Arm rests are multifunctional pieces that are located on the sides of the wheelchair. First, arm rests act as a support for the arm and the shoulder. When in motion, the arm rest help with balance during sudden stops, going up/down hills, and with balance in general. In addition, swelling in the arms may be reduced when the arms are kept elevated. Resting arms on the arm rest may also help maintain upper body posture as the weight of the arms is supported (versus hanging and pulling the upper body downward).

Individuals with cervical level injuries may require a specialized shaped armrest to provide support. 12

Secondly, arm rests can act as a source of stability when weight shifting to relief pressure. Individuals with a SCI can use their arm rest to push themselves up when shifting, or use the arm rest to act as a stabilizer when shifting their weight. For someone who adjusts their position often, gel padded arm rests may be used to increase comfort and support.

Arm rests can be highly adjustable based on various needs.

  • Having an arm rest that is too high up may push up the shoulders and may be uncomfortable
  • The use of adjustable arm rests may be helpful if the individual wants to be able to pull up to a table
  • Some arm rests come with a side panel built in to provide thigh support
  • Some arm rests have the function to be flipped up, while other types of arm rests may be completely removed from the wheelchair
  • A removable arm rest may be used to help facilitate transfers

Additionally, arm rests for individuals with injuries C4 or above may require special adjustments. Arm troughs (or a more formed arm rest) may be used to provide additional support to the arm to prevent it from moving. In addition, elbow blocks may be used to help support an upright position when tilting. In the case that an individual experiences spams in the arm, sheepskin or gel pads may be used to protect the skin when the arm rests in the trough.

Foot rests: footplates and leg rests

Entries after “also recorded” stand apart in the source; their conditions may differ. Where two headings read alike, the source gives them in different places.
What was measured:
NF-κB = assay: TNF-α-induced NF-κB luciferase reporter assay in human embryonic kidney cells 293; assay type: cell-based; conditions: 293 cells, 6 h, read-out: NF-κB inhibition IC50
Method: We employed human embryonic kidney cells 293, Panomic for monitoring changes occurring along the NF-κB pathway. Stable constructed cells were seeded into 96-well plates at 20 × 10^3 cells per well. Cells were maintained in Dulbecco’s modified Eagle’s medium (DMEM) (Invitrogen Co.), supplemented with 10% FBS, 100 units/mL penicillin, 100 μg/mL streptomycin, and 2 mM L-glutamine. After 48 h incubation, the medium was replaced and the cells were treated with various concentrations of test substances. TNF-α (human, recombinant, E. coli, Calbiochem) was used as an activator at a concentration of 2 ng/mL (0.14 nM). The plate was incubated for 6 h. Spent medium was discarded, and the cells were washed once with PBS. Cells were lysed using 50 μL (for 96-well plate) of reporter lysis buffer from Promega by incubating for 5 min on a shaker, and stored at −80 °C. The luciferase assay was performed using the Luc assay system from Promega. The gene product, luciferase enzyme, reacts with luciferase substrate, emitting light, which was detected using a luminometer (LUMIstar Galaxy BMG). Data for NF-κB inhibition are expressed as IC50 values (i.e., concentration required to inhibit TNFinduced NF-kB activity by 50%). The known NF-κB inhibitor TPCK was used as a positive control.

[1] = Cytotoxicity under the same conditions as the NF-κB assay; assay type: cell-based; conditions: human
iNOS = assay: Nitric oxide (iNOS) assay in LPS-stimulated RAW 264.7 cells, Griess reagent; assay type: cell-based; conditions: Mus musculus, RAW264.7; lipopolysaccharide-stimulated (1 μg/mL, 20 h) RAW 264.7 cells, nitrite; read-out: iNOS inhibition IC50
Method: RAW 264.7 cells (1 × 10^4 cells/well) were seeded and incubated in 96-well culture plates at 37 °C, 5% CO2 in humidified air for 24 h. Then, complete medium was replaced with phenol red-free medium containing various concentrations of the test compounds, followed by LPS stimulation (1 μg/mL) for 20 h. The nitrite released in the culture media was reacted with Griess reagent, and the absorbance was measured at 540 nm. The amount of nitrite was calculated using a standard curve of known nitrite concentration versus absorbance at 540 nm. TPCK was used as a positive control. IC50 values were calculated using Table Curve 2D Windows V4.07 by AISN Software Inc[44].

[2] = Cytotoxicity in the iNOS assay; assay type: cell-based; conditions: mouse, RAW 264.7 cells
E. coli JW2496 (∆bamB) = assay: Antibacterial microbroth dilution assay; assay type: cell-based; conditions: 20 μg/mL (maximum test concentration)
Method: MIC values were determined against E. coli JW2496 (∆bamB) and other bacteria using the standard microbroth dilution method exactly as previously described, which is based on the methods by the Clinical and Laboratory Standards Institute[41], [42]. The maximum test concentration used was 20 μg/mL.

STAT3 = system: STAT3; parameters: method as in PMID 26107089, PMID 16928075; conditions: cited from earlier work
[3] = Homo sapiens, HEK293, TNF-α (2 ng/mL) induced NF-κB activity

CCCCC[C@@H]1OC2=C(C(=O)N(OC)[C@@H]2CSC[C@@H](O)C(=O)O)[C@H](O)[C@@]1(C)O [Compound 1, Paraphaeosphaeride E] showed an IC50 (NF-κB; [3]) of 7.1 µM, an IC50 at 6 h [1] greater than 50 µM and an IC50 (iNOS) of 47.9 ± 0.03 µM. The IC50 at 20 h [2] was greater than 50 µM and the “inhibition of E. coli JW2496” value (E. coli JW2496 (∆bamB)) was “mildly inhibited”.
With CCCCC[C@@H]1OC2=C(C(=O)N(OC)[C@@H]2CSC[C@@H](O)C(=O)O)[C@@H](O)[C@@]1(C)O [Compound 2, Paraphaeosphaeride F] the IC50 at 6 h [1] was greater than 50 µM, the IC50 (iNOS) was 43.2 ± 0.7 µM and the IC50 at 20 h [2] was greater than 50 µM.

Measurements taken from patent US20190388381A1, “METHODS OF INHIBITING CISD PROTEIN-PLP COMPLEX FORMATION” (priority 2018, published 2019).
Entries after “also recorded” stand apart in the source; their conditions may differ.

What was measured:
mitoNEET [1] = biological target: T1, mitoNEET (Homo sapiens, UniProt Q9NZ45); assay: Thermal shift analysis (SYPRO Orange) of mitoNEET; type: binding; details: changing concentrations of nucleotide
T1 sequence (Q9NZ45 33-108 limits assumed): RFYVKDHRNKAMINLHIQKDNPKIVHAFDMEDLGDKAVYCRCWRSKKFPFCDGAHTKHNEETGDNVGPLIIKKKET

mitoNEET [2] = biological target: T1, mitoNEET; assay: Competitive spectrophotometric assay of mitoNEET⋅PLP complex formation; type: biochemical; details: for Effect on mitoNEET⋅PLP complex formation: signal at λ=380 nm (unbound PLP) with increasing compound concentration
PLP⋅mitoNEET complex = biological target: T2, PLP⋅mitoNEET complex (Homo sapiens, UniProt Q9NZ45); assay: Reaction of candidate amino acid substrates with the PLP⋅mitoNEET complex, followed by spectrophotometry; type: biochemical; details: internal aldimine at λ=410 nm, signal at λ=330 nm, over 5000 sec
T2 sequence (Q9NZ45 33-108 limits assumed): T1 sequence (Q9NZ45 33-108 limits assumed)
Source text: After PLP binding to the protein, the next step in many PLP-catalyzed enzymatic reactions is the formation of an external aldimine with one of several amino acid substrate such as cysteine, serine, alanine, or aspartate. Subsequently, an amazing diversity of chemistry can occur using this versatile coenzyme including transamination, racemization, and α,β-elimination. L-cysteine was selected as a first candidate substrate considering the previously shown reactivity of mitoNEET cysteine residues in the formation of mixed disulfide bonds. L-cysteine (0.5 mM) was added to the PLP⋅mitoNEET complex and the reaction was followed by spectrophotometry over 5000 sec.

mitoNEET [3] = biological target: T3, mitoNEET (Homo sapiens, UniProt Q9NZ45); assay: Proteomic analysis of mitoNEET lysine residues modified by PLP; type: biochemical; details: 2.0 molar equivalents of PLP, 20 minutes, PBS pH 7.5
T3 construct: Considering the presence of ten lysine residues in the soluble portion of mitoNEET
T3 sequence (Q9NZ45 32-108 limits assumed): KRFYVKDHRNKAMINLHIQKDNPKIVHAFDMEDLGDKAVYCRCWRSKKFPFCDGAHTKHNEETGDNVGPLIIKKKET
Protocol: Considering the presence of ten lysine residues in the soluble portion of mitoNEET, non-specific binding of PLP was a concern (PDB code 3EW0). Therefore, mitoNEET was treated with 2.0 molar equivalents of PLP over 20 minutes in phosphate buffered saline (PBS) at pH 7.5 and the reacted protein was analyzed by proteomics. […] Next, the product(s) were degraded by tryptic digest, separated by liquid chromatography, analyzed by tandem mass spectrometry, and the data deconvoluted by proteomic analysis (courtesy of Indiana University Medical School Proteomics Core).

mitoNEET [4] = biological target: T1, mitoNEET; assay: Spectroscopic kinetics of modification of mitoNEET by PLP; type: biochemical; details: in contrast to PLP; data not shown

A footplate is generally a single plate (left), while foot rests consist of individual pieces (right). 13,14

Depending on the drive mode, power wheelchairs may have a footplate or leg rests. A foot plate is often connected to the base of the power wheelchair, and is one piece of metal that can be flipped up and down and supports both of the feet. In contrast, leg rests are two separate supports for each foot.

Where the foot rest sits is dependent on the drive base and the physical characteristics of the person. A rear wheel drive wheelchair has footplates the furthest away from the chair as there are caster wheels located on the front. This results in added length to the wheelchair, which may make it harder to turn. The use of a single centre-mounted footplate may help reduce the length of the wheelchair. Front wheel drive wheelchairs do not have front casters that interfere with the foot rests, as the caster wheels are located in the rear. As a result, the foot rests on front wheel drive wheelchairs do not interfere.

Some power wheelchairs may have an option for powered footrests, allowing the user to adjust the angle of the footplates through a motor. To prevent the legs from dangling when using the tilt or recline function, some power wheelchairs may have a foot rest elevation function. This function helps to increase the height and angle of the foot rest to elevate the legs when reclining, and lowers back into the default position when returning to an upright position.